The best thing about BIOPOLE is that it is such a well-integrated project across the centres. It is fun to hear about other people’s research in completely different areas every month. I have learned a lot about hydrology just by joining the meetings, though the complexity of molecular analysis in the lab still blows my mind! We are working together with observationalists and modellers across the fields on climate variability and missing processes in our NOC model.

  • Tell us about a skill or trait unique to you that you would like to share?

I like swimming so I try to make use of the pool nearby NOC to go swimming over lunchtime with a colleague.

Stefanie Rynders from National Oceanography Centre

Meet the Team

Aidan Hunter

  • Please introduce yourself.

I’m an ecological modeller working with the Ecosystems team at British Antarctic Survey in Cambridge. After a Masters in mathematics I applied for various environmental research roles, including modelling the fluid dynamics of wind turbine arrays, but eventually landed a marine science PhD in fishery statistics and modelling. This involved researching fishery-induced changes to the growth and maturation of commercially important species and developing a novel fish stock assessment model. My work has since focussed on fish food: plankton, particularly in the polar regions. I’ve developed a range of marine ecology models including an end-to-end ecosystem model, trait-based copepod model, and Lagrangian (particle-tracking) size-structured phytoplankton model. As part of my work with each of these, I devised numerical methods of tuning model parameters to produce statistically optimum fits to multiple data sets – making the models match observed reality. My favourite way of doing this is via Bayesian methods.

  • What do you do within BIOPOLE?

Within BIOPOLE, I’m part of WP2, working to create species distribution models to simulate how polar copepod’s horizontal and vertical distributions respond to environmental conditions. Of particular interest is a natural carbon storage process called the ‘lipid pump’, that is, the vertical transport of carbon during seasonal diapause when copepods overwinter in deep water. My models will simulate present-day vertical carbon transport associated with diapausing copepod species and, with reference to high-resolution climate forecasts courtesy of the PolarRES project, predict changes to the lipid pump under potential future climate storylines. My work so far has involved finding and collating as much polar copepod data as I can and using it to estimate parameters useful for other BIOPOLE modellers. Though a necessary first step, data wrangling isn’t what I most enjoy. I’m really looking forward to getting properly stuck in to the actual modelling, and have been contemplating adopting Bayesian methods for this work.

  • Tell us about a skill or trait unique to you that you would like to share?

I spend (too) much of my free time in summer juggling – six balls on a very good day. If you’re in Cambridge and the weather’s nice we can take some paraffin to the park and throw fire clubs, catching is optional. I also enjoy much merriment in the many fine old pubs Cambridgeshire has to offer.

Aidan Hunter from British Antarctic Survey

Meet the Team

Petra ten Hoopen

I am a Scientific Data Manager at the UK Polar Data Centre at the British Antarctic Survey. Before joining BAS, I have spent ten years in fundamental science working in several countries on plant hormonal pathways and stress response and then moved to a data-focussed profession. For the last ten years I work with marine data, specifically genomic data at EMBL-EBI and environmental data at BAS. In my current role, I archive, publish and integrate UK-funded polar marine data, develop databases, collaborate with other data professionals on developing the data publishing infrastructure and engage with national and international communities, such as the NERC Environmental Data Service, Southern Ocean Observing System, Polar Data Forum or Research Data Alliance.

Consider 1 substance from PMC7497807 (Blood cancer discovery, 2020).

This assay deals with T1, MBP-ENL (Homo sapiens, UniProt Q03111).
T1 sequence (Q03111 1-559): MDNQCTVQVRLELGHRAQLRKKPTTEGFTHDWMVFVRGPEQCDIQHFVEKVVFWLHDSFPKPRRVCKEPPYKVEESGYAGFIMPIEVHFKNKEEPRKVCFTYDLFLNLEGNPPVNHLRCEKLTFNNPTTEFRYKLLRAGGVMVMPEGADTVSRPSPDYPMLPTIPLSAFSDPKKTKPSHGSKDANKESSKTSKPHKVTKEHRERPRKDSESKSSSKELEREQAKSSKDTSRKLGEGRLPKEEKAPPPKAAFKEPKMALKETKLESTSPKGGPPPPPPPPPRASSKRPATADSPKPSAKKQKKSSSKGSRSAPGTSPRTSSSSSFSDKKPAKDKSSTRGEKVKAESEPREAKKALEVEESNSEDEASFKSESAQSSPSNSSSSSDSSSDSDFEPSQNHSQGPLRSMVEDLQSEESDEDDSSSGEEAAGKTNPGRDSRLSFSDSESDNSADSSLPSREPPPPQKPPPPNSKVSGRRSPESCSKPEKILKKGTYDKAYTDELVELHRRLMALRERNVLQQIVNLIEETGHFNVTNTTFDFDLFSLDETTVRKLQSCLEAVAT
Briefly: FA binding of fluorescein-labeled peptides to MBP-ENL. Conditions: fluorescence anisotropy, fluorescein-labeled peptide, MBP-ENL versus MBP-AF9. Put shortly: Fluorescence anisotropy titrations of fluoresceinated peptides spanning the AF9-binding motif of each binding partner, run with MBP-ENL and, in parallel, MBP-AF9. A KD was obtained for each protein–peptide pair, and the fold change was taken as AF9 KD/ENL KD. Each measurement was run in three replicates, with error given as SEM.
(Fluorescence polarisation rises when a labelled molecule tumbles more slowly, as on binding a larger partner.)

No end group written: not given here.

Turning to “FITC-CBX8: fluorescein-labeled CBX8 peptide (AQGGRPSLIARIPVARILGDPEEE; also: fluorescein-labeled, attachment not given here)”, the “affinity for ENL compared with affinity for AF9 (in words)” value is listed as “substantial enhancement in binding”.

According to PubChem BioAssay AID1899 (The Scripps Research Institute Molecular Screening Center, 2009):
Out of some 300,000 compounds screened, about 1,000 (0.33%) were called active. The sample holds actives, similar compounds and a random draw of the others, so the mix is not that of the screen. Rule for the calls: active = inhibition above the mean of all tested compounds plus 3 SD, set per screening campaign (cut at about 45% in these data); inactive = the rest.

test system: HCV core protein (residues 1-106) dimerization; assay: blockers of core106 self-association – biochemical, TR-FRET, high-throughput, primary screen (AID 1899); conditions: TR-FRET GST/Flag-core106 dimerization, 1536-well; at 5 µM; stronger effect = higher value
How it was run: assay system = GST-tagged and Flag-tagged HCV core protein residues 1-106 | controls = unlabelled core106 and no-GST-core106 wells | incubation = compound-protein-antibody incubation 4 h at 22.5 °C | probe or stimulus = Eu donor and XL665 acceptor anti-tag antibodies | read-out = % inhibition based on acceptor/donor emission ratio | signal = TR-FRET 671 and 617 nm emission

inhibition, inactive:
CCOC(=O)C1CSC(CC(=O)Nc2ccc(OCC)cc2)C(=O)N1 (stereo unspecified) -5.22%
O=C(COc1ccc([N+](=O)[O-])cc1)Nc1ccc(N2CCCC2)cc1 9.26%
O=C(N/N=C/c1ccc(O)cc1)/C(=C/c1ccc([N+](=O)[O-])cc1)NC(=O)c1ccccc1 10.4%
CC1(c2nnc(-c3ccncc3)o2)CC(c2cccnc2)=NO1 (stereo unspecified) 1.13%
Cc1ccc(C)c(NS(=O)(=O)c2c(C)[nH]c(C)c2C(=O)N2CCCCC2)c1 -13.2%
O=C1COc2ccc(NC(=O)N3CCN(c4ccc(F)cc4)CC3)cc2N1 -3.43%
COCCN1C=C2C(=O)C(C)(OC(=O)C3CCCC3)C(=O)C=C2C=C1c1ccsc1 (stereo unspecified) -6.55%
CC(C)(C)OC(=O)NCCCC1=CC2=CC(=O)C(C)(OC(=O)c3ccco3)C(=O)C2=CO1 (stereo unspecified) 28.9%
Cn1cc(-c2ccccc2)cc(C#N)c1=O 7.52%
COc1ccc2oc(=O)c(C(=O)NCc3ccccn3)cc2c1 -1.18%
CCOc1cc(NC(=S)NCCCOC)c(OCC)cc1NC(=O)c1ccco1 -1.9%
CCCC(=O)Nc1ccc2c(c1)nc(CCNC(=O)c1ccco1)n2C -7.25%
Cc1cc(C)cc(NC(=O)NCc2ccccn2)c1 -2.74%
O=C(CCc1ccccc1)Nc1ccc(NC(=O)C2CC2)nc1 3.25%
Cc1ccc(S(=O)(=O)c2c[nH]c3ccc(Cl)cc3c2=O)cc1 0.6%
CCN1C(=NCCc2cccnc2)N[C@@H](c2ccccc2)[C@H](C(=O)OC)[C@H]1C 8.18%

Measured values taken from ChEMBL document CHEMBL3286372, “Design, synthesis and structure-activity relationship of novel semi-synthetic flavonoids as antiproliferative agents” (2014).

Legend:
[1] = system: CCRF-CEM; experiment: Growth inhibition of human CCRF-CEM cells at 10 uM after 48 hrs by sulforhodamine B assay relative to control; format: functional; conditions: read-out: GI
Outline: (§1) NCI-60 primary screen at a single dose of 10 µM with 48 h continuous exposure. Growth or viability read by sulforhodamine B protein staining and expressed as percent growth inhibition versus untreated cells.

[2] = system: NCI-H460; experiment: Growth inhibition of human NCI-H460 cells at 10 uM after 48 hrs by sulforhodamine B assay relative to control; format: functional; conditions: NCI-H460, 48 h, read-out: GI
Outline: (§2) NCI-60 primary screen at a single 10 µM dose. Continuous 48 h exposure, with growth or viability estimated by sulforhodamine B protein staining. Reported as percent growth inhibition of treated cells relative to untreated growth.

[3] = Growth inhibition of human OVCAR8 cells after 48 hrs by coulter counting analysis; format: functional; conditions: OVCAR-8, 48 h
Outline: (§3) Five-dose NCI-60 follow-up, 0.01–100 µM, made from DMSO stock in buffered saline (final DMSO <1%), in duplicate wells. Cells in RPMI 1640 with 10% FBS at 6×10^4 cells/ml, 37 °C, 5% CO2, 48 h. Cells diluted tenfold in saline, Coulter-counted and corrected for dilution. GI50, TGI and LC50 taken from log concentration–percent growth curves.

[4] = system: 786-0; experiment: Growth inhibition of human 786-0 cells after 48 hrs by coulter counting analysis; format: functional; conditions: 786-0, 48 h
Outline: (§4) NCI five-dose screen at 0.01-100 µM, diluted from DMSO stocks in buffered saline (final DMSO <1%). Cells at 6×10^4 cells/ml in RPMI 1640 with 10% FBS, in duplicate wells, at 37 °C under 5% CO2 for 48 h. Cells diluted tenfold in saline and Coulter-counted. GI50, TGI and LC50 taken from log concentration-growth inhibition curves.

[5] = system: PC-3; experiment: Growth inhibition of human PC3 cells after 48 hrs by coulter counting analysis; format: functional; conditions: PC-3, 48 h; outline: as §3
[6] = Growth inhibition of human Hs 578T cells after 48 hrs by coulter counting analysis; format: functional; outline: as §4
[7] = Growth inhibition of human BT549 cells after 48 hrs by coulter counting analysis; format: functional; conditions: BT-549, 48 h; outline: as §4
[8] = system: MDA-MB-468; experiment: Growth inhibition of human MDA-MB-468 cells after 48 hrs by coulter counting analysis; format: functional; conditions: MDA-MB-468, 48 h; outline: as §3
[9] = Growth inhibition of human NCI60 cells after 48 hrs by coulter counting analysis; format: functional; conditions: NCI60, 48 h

In BIOPOLE I am the data management lead ensuring that BIOPOLE data are FAIR (Findable, Accessible, Interoperable and Reusable). I coordinate the development and implementation of a roadmap for long-term preservation of data from this large multidisciplinary project. I also take responsibility for the BIOPOLE data webpages, data management training and visualisation of BIOPOLE fieldwork for stakeholders and will support the BIOPOLE Antarctic cruise on the RRS SDA.

It is a privilege to work in the BIOPOLE multicultural community of friendly and highly skilled professionals and I enjoy getting to know people in the team.

I like plants, drawing their shapes, studying their physiology, learning about their impact on human history, taking care of them in my garden, simply having them around me, so won’t volunteer for a mission to Mars.

Petra ten Hoopen from British Antarctic Survey

Meet the Team

Enma Elena García-Martín

I’m a biogeochemist working within the Ocean BioGeoscience group at the National Oceanography Centre in Southampton. During the last decade I’ve been investigating the role of phytoplankton, zooplankton and bacteria on the marine carbon cycling, the coupling between oxygen production (primary production) and consumption (plankton respiration) processes and the influence of the community structure and environmental variables, such as temperature and dissolved organic matter, on the plankton metabolism. In BIOPOLE I wear two different hats:

a) I am part of the WP2 which focusses on the biological processes that modify the carbon to nutrient ratios in polar environments. Specifically, I run laboratory experiments with different cultured phytoplankton to determine the direct and indirect effects of warming and nutrient supply on microplankton cell size, metabolism (primary production and respiration) and biomass stoichiometry. Our results will allow to understand better the responses of polar phytoplankton to changing climatic conditions.

b) I am also the Strategic Lead for Arctic Fieldwork, and when I wear this hat, I serve as a point of contact between BIOPOLE researchers and BIOPOLE project partners, facilitating the interactions between them and coordinating the activities, to ensure that BIOPOLE maximize the resources available in the Arctic.

I was lucky to live a year in Tromsø (Norway) many many years ago, where I spent hours looking at polar plankton under the microscope. BIOPOLE has given me the opportunity to spend more time with these cold, beautiful creatures without the need of woolly hat and gloves. 

I have green fingers, not only for phytoplankton, and I like growing my own veggies. Ohh, I love how tasty they are!!!


Enma Elena García-Martín from the National Oceanography Centre